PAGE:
E3 failed its deaf and hard-of-hearing viewers today

When “Guitar Hero” gets transcribed to “Guitar Ho.”

Engadget / ESA

E3 is in full swing this week, drawing tens of thousands of live viewers to its livestreamed gaming announcements. There’s plenty of fun trailers and exciting teasers to check out, but if you’re relying on the feed’s closed captions to make sense of what’s being unveiled today, you might be very confused.

Try comprehending this, for example: “I’ve seen greatest things like NY Hawk Pro Star, MROID Prime, ‘Guitar Ho.’” or “In fact, I own theuinness rld record for the person who has worked on… inheir lifetime. St video games motr is very proud.”

While maybe you can figure out the gist of what’s being said by looking at the complete (albeit error-ridden) sentence in this article now, imagine these words being spelled out in real-time flying by as they try to keep pace with a live speaker. It’s a lot harder to figure out.

These weren’t the only examples of garbled captions on E3’s livestream I encountered, but to list them all would make this article endless — it was that bad. Feel free to scroll through this gallery of screenshots for more examples from the third day of the show (captioning appeared largely normal over the weekend). The strange captions were showing up on both Twitch and YouTube today, which makes it more likely that an issue was happening on E3 organizer Entertainment Software Association (ESA)’s end.

To figure out what’s going on, I spoke with (Engadget parent company) Verizon Media Studios’ own senior manager of streaming tech Dennis Scarna. He believes there are a few possible explanations. “Garbled caption data can be attributed to a problem in the data stream/signal flow, poor audio quality or steno errors,” he said.

The ESA told Engadget that it has hired a trained staff to manually transcribe its feed live. In general, human captioners get a feed of the livestream they need to transcribe and are given an encoder box to type the captions into. Their words would be fed back into an organization’s streaming infrastructure as embedded data and fed out to various platforms (like Twitch and YouTube, for example).

Anyone who has tried taking notes during a fast-talking professor’s lecture will know how difficult it is to transcribe any event live. Even the best stenographers will struggle to keep up with a conversation, especially if there’s cross-talk involved. But the level at which E3’s closed captions were failing looked less like a human being struggling to keep up with the stream and more like a technical error like, as Scarna theorized, “data [that] could still be corrupt even if it’s manual.”

Since live transcribing can be incredibly challenging, some mistakes are unavoidable. But large chunks of E3’s streams appeared to be pre-recorded, which meant they could have been captioned ahead of time. We asked the ESA how much of its livestreams were pre-recorded, and the association said the metric changes for every broadcast and that a majority of its content is live or is coming to it as live to be included in the broadcast.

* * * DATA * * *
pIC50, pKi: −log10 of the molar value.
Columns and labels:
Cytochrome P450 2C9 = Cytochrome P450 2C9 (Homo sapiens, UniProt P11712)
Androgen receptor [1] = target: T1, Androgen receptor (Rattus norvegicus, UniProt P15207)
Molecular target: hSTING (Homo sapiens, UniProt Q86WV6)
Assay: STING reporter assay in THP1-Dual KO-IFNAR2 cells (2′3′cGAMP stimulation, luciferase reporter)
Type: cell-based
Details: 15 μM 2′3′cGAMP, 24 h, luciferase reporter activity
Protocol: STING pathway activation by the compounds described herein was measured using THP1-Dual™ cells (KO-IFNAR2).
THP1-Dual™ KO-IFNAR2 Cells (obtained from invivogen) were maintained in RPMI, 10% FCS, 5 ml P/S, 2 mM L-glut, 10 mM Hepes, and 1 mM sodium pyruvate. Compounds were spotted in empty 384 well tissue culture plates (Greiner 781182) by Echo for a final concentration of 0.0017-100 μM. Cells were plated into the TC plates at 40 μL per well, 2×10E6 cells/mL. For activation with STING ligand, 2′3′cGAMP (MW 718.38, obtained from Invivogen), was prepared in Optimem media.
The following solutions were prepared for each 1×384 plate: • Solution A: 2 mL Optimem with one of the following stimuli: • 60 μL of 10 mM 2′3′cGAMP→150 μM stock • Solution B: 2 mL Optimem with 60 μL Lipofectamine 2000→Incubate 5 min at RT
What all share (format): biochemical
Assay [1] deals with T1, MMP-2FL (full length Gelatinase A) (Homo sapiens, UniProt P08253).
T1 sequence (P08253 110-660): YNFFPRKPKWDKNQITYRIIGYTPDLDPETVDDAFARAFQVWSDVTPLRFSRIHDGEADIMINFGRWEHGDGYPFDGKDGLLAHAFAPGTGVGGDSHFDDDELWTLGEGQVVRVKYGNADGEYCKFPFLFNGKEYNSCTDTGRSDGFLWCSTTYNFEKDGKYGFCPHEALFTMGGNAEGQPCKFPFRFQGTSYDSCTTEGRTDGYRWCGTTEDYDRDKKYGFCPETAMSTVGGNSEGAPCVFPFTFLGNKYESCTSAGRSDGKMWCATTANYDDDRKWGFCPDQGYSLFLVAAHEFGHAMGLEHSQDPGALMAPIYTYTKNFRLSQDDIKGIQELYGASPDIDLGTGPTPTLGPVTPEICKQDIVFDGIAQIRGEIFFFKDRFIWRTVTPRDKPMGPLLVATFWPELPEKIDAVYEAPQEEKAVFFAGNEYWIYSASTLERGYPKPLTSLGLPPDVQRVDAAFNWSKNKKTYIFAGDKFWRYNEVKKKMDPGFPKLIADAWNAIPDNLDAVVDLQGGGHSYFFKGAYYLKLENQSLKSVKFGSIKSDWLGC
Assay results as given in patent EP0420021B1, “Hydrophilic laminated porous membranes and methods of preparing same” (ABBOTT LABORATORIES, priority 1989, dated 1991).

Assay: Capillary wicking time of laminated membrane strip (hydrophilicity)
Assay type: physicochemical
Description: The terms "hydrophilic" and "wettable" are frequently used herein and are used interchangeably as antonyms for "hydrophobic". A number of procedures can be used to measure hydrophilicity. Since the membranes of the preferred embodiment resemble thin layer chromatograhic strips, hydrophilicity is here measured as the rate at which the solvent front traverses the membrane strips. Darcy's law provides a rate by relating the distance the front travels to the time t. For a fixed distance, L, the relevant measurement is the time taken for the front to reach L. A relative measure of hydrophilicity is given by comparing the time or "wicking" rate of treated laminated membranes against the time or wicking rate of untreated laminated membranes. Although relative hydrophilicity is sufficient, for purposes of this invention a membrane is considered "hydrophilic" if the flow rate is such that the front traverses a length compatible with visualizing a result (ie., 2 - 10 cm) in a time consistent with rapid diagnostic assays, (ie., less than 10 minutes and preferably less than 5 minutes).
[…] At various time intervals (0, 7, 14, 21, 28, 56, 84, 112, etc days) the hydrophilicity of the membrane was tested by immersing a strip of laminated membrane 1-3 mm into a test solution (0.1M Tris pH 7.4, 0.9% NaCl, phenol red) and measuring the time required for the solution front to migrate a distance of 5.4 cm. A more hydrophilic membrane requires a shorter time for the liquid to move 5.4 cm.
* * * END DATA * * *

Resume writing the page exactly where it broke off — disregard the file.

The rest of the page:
A screenshot showing the E3 livestream with garbled up closed captioning at the bottom of the screen on Twitch.

We also asked why pre-recorded segments weren’t pre-captioned, and the ESA said it made the decision to supply captioning for the entire program, not just its own produced videos but those of its partners as well. But because it did not have scripts ahead of time, its live captioners are typing down what’s being said with no notice on what to expect.

The ESA also said it has sign language interpreters available upon request (although it’s unclear how a viewer can request a sign language interpreter mid-stream), and has detailed its accessibility efforts on its website.

Engadget editors watched the E3 Day 3 livestream nonstop today, and until around 5pm ET, the closed captioning bordered on incomprehensible (like the screenshots we provided). Engadget had reached out to the ESA around 1pm ET to ask about the issue. We finally got answers around the time of the improvement, which seems to indicate that the ESA was made aware of the problem and may have been working on a fix. As of this writing, the quality of the captions is markedly improved. We’re still awaiting clarification from the ESA on what went wrong and what was done to fix the issue.

It’s unlikely that AI-generated closed captions would have helped. While the technology is getting better, they’re still imperfect and many broadcasters prefer relying on human stenographers. And if the issue was corrupt data, it would have hampered AI just as much. Accurate transcriptions are a crucial part of making content more inclusive, especially for the deaf and hard-of-hearing community. People with disabilities play games, too, and events and mistakes like this only go further to show how often people with different needs can be left out of the conversation. The industry has made strides in improving the inclusivity of its tech products, but it’s 2021 and we need to be doing better than this.